When I first set up this blog I had no idea how to write my ‘About’ page.
Writing about yourself is difficult, anyway, but when you don’t understand how to best use the page it’s ten times worse.
So I wrote something that set out my life story – after all, the page was supposed to be about me, right?
If you’re writing a blog for a business, or if the blog is your business, it’s about your customers, not you.
So your ‘About’ page should be about what your site can do for your visitors (or customers).
As this blog has matured I’ve looked at each page and post, and tried to make sure that each meets one of two objectives:
- Turns first time visitors into regular visitors
- Earns me some money.
And my attention recently turned to my (long neglected) ‘About’ page.
As it was originally written it stated the obvious (how to use the blog – these days everyone knows how to do that) and meandered through my life story.
It was the longest page on the site, and it did not have an objective.
Then I remembered a tweet from Brian Clark (@copyblogger) that rang true for me. This is what it said:
“Go watch successful bloggers and see what they do, not what they say. Then do that in a way that works for you.”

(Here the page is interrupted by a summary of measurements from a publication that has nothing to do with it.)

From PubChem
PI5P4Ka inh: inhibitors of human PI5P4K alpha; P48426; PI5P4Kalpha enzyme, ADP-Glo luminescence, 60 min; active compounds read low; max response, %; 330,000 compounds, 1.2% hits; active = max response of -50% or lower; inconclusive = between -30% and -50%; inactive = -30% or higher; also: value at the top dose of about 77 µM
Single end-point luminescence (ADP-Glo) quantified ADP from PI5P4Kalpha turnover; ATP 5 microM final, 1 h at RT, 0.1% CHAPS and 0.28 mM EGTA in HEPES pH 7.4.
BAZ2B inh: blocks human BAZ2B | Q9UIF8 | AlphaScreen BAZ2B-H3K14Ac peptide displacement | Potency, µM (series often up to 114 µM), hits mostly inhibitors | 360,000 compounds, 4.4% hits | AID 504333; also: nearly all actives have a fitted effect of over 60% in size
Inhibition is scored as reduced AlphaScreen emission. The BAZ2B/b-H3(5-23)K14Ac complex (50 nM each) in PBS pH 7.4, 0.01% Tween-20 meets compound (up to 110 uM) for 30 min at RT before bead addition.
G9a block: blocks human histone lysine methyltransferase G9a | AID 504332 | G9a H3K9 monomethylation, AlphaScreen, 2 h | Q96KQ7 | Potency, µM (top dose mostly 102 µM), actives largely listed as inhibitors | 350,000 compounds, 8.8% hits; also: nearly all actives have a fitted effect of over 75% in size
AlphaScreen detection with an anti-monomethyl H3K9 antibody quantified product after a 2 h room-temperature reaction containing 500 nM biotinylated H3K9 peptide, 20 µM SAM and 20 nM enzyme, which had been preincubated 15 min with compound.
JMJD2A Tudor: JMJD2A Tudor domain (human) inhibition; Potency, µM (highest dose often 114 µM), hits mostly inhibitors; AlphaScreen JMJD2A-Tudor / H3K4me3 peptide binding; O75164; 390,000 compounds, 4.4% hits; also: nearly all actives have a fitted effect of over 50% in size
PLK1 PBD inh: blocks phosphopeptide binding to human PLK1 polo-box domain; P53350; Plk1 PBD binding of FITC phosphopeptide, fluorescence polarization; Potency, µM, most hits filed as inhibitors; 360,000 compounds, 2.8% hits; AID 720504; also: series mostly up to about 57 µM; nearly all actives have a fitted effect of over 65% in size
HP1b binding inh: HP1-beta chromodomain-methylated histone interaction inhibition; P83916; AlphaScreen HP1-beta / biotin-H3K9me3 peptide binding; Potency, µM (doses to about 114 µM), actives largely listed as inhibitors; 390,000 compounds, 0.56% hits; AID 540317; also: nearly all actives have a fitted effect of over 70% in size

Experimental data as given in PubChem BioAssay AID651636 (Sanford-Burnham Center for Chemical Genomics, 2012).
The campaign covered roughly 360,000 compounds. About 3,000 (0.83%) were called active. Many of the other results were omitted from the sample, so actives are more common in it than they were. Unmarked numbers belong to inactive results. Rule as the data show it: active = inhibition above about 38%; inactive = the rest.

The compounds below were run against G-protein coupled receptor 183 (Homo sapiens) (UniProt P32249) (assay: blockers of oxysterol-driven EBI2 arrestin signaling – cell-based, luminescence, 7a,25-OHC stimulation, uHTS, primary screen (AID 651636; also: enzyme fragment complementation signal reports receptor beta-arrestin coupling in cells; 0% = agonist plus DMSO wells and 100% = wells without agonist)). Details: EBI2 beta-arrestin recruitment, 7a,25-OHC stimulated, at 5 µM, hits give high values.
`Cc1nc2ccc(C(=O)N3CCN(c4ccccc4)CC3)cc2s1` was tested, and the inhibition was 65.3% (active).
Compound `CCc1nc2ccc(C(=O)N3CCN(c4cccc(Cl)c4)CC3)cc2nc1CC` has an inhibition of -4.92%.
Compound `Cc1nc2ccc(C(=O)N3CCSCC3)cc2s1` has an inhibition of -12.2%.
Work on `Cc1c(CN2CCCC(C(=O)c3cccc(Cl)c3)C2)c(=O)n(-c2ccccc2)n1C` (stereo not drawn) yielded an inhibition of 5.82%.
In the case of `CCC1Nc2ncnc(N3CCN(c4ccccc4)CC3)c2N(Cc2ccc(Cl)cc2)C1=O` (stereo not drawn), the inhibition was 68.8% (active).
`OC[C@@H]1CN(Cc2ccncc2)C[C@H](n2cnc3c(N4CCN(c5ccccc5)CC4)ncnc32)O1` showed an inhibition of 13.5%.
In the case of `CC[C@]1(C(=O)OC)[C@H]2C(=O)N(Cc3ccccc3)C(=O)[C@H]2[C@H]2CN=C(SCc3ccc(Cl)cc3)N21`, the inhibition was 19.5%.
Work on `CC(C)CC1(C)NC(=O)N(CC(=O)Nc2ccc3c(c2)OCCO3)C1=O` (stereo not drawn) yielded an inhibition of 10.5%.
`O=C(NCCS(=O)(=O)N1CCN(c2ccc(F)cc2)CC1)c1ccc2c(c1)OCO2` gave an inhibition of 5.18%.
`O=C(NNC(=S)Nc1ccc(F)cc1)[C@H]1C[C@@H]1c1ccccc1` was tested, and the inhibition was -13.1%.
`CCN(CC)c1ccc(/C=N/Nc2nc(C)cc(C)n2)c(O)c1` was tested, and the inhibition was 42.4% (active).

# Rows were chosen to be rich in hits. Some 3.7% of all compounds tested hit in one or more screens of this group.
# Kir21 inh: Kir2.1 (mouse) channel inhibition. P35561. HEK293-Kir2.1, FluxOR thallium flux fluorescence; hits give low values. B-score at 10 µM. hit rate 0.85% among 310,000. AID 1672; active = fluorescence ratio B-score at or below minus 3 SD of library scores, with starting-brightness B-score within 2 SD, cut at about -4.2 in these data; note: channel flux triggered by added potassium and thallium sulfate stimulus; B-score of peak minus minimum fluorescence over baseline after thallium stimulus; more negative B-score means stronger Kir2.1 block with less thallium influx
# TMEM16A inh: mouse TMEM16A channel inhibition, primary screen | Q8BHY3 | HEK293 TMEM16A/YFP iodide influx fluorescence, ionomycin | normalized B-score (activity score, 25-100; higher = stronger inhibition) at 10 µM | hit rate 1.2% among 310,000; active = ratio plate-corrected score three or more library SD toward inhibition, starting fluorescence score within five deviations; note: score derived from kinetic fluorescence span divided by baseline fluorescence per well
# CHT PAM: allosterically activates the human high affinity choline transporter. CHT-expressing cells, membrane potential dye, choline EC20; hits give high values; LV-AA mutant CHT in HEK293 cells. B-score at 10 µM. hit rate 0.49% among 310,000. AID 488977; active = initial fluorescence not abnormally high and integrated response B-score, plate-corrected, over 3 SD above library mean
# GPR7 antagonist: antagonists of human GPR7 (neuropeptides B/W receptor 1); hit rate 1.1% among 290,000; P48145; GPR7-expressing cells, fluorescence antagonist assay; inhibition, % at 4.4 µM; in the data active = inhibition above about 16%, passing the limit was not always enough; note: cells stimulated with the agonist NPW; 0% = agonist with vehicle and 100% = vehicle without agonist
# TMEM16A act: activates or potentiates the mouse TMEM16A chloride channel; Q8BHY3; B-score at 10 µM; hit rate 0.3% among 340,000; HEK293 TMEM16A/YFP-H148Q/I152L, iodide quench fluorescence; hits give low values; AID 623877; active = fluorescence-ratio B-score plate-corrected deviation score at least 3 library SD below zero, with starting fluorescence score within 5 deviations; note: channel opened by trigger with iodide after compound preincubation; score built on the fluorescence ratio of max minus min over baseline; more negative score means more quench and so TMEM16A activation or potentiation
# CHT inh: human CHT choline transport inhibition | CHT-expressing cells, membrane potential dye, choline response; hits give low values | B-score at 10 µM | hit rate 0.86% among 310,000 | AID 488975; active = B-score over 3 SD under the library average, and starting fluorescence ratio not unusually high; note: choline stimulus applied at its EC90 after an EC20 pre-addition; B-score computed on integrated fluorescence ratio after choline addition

So I went and had a look at the About page on Copyblogger.
You’ll see that it falls into 2 parts: the first is about what Copyblogger can do for you and the second is a set of reasons why Brian is worth listening to.
And it has 3 calls to action on it – or, rather, the same call to action 3 times: opt in to the Copyblogger RSS feed.
So the page has an objective (get people to opt in), sets out what the site can do for you (the visitor) and explains why Brian is worth listening to.
Then I checked out another blog that, while not as well known as Copyblogger, is, nonetheless, very successful: Blogging Teacher.
And Paul’s About page is structured in pretty much the same way (but done in his own style).
It starts with what the site can do for you, has a clear objective of attracting followers (4 calls to action – sign up to the RSS feed, follow on Twitter, etc.) and finishes with a brief introduction to Paul.
So, taking these formats from successful bloggers on board, and keeping in mind the tweet from Brian I referred to earlier, I recently set about modifying my own About page.
And now it:
- Sets out what the site can do for visitors
- Contains a call to action (sign up to the RSS feed or follow me on Twitter)
- Introduces me (and, believe me, that self intro is shorter than it used to be!)
Its objective is to generate more readers, by making clear what the site contains and how it will benefit visitors, as well as through the calls to action.
I don’t yet know how successful these changes will be, because I’ve only just made them. And, doubtless, I’ll optimise it frequently over the coming weeks (as I do all my static pages).
But I’m comfortable that it’s no longer a ‘passenger’ page on the site.
Thoughts? How do you use your About page? Leave us a comment…